Moving Nevada Forward

in support of higher education

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Innovate Our Way Out


Innovation (Photo credit: Seth1492)

Nevada will need to innovate our way out by creating a culture of innovation which requires partners in education, industry and our community.

What is your definition of innovation?

The SHRM Board of Directors Chair Bette Francis, told HR professionals at SHRM 2013 that supporting innovation is their most pressing organizational goal.  It is critical to the success of every organization.  “We need to innovate our way out of the problems we face,” she said.  She further explained HR professionals play a critical role in creating real organizational change by helping to build a culture that actively supports innovation.  I agree that HR professionals need to roll up their sleeves and become part of the solution in moving organizations forward.

She cited innovation expert Michael Stanleigh, CEO of Business Improvement Architects who found the most innovative organizations:

1. Keep their organizational structures flat

2. Dare their employees to dream

3. Expect employees to regularly present new ideas to senior management–no matter how off-the-wall they may seem.

She said it is the company culture that determines success of innovation.  If it is not supported by management or is frowned upon by peers the flow of ideas will shut down.  She described a culture of innovation as one to encourage collaboration, it gives people the confidence to make suggestions, and sees mistakes as steps on the road to success.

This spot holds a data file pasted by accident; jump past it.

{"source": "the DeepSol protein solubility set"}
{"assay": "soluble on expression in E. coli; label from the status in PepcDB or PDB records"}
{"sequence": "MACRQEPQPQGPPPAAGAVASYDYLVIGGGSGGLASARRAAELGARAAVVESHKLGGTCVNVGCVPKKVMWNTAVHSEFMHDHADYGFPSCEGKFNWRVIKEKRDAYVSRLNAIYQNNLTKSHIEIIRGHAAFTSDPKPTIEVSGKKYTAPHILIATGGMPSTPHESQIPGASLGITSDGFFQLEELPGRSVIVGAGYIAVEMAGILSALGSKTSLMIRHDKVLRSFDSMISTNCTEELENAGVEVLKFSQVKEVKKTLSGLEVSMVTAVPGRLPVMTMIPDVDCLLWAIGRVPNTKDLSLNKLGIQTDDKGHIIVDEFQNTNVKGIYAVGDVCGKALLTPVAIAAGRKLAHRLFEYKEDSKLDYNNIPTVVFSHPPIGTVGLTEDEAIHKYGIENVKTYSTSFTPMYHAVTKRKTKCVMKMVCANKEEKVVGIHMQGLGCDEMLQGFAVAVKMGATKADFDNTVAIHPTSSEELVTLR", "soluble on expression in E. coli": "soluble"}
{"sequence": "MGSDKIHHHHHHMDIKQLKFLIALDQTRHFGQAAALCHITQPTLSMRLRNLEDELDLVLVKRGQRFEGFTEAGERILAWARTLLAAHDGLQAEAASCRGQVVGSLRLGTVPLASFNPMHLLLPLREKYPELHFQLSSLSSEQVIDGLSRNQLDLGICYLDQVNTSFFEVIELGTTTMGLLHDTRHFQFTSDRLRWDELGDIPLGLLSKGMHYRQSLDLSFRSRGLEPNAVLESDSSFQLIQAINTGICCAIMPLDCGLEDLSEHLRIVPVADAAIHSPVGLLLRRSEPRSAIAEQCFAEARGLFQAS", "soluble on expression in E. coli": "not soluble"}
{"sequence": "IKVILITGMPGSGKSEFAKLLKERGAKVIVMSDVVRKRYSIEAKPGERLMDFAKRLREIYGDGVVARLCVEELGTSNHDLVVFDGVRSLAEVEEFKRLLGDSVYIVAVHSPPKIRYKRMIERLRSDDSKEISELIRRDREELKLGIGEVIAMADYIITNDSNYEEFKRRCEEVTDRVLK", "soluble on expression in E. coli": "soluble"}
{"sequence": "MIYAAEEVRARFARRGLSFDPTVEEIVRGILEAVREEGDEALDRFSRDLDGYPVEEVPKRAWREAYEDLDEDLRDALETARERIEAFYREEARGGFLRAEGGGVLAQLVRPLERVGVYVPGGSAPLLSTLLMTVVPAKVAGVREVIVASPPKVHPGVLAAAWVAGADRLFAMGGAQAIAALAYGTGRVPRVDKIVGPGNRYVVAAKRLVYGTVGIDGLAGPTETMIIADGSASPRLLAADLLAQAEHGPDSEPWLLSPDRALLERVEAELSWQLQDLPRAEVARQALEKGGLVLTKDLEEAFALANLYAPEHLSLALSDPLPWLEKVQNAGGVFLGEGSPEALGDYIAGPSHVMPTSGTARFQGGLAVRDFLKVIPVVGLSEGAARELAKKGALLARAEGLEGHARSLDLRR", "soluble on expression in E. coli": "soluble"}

This is where HR has a vital role to play in higher education and in Nevada HR can serve as a catalyst for change with a shortage of skilled workers, and close the global skills gap.  No doubt a cultural change in Nevada will be a challenge as the culture of the old wild west is fiercely independent.  But as Francis emphasized, “It is up to us“, to shape the future of business, the workplace and millions of workers around the world.

Please share your experiences with creating a culture of innovation.


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Welcome to the Century of Women

NBC News Anchor Tom Brokaw.

NBC News Anchor Tom Brokaw. (Photo credit: Wikipedia)

I am on my way to the 2013 SHRM national conference.  Last summer Tom Brokaw presented at the closing session of the SHRM conference. He stunned the audience with his controversial statement about it being the Century of Women. He wrote for a blog called, Lean In based on a book written by Facebook CEO, Sheryl Sandberg.  She encourages women not to leave before you leave. Don’t lean back, rather lean in. She writes a truly equal world would be where women ran half of our country and men ran half of our homes. Currently there are only 21 women CEO’s of Fortune 500 companies.

DAVOS/SWITZERLAND, 28JAN11 - Sheryl Sandberg, ...

DAVOS/SWITZERLAND, 28JAN11 – Sheryl Sandberg, Chief Operating Officer, Facebook, USA; Young Global Leader are captured during the session ‘Handling Hyper-connectivity’ at the Annual Meeting 2011 of the World Economic Forum in Davos, Switzerland, January 28, 2011. Copyright by World Economic Forum by Jolanda Flubacher (Photo credit: Wikipedia)

Brokaw writes, “as the challenges of the 21st century demand more from each of us shouldn’t we be thinking as much about how to free up more women for the common good as we do about immigration, entitlement reform, and debt reduction?” He appeared on the NBC today show as a father of three daughters, adding his voice to the debate about women in the workplace and the home, saying women have never made “as many gains in the history of mankind” as they are making now, but “we have a long way to go around the world.”

When I moved to Nevada ten years ago, I had a female boss warn me that Nevada is still a “good ol’ boy State”. While I think there might be some truth to this statement, I believe Nevada has made great strides just like the rest of the world. It is fair to say Nevada has exceeded my expectation in almost every way.

However I would say I agree with Tom, we have a long way to go, and Nevadans should listen closely and be thinking about how to free up women for the common good to help move Nevada forward.

What do you think? Do you agree or disagree?